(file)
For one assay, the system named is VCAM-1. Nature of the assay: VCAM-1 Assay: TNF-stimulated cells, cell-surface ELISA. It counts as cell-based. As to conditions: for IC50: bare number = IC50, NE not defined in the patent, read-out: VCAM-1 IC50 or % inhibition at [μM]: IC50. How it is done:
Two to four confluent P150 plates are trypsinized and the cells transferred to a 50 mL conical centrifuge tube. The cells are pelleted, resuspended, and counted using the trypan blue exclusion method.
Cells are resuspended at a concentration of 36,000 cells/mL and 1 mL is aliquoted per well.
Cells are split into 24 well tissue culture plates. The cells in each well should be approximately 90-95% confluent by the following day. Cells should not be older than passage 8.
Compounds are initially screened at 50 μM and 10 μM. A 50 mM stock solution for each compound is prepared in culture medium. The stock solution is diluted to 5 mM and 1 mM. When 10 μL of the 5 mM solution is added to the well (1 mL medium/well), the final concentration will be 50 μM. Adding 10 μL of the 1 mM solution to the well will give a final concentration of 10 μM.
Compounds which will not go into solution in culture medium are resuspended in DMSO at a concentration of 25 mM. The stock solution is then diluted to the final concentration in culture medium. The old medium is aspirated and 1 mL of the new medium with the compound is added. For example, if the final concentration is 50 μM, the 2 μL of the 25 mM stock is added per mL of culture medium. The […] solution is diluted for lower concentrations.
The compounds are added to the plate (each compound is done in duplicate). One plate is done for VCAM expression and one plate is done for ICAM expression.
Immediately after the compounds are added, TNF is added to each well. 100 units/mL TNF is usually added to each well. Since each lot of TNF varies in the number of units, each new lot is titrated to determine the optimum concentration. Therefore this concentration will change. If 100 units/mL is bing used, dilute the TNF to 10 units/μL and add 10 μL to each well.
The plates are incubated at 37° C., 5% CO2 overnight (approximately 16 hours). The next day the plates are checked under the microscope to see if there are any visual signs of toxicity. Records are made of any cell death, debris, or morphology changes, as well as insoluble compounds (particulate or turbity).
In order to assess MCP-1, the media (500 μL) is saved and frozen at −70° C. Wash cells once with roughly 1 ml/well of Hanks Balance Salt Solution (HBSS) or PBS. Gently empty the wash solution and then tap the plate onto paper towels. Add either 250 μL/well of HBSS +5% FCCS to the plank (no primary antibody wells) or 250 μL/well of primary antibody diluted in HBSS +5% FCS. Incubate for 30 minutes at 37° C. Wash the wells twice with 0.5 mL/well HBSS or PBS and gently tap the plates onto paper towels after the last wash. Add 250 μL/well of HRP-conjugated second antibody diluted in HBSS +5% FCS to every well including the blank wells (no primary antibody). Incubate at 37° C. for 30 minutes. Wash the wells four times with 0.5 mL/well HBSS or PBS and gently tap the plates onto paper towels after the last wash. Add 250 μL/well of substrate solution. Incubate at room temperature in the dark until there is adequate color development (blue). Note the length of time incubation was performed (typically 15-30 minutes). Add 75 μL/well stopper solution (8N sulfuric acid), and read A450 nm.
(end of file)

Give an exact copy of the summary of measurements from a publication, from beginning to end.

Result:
For one assay, the system named is VCAM-1. Nature of the assay: VCAM-1 Assay: TNF-stimulated cells, cell-surface ELISA. It counts as cell-based. As to conditions: for IC50: bare number = IC50, NE not defined in the patent, read-out: VCAM-1 IC50 or % inhibition at [μM]: IC50. How it is done:
Two to four confluent P150 plates are trypsinized and the cells transferred to a 50 mL conical centrifuge tube. The cells are pelleted, resuspended, and counted using the trypan blue exclusion method.
Cells are resuspended at a concentration of 36,000 cells/mL and 1 mL is aliquoted per well.
Cells are split into 24 well tissue culture plates. The cells in each well should be approximately 90-95% confluent by the following day. Cells should not be older than passage 8.
Compounds are initially screened at 50 μM and 10 μM. A 50 mM stock solution for each compound is prepared in culture medium. The stock solution is diluted to 5 mM and 1 mM. When 10 μL of the 5 mM solution is added to the well (1 mL medium/well), the final concentration will be 50 μM. Adding 10 μL of the 1 mM solution to the well will give a final concentration of 10 μM.
Compounds which will not go into solution in culture medium are resuspended in DMSO at a concentration of 25 mM. The stock solution is then diluted to the final concentration in culture medium. The old medium is aspirated and 1 mL of the new medium with the compound is added. For example, if the final concentration is 50 μM, the 2 μL of the 25 mM stock is added per mL of culture medium. The […] solution is diluted for lower concentrations.
The compounds are added to the plate (each compound is done in duplicate). One plate is done for VCAM expression and one plate is done for ICAM expression.
Immediately after the compounds are added, TNF is added to each well. 100 units/mL TNF is usually added to each well. Since each lot of TNF varies in the number of units, each new lot is titrated to determine the optimum concentration. Therefore this concentration will change. If 100 units/mL is bing used, dilute the TNF to 10 units/μL and add 10 μL to each well.
The plates are incubated at 37° C., 5% CO2 overnight (approximately 16 hours). The next day the plates are checked under the microscope to see if there are any visual signs of toxicity. Records are made of any cell death, debris, or morphology changes, as well as insoluble compounds (particulate or turbity).
In order to assess MCP-1, the media (500 μL) is saved and frozen at −70° C. Wash cells once with roughly 1 ml/well of Hanks Balance Salt Solution (HBSS) or PBS. Gently empty the wash solution and then tap the plate onto paper towels. Add either 250 μL/well of HBSS +5% FCCS to the plank (no primary antibody wells) or 250 μL/well of primary antibody diluted in HBSS +5% FCS. Incubate for 30 minutes at 37° C. Wash the wells twice with 0.5 mL/well HBSS or PBS and gently tap the plates onto paper towels after the last wash. Add 250 μL/well of HRP-conjugated second antibody diluted in HBSS +5% FCS to every well including the blank wells (no primary antibody). Incubate at 37° C. for 30 minutes. Wash the wells four times with 0.5 mL/well HBSS or PBS and gently tap the plates onto paper towels after the last wash. Add 250 μL/well of substrate solution. Incubate at room temperature in the dark until there is adequate color development (blue). Note the length of time incubation was performed (typically 15-30 minutes). Add 75 μL/well stopper solution (8N sulfuric acid), and read A450 nm.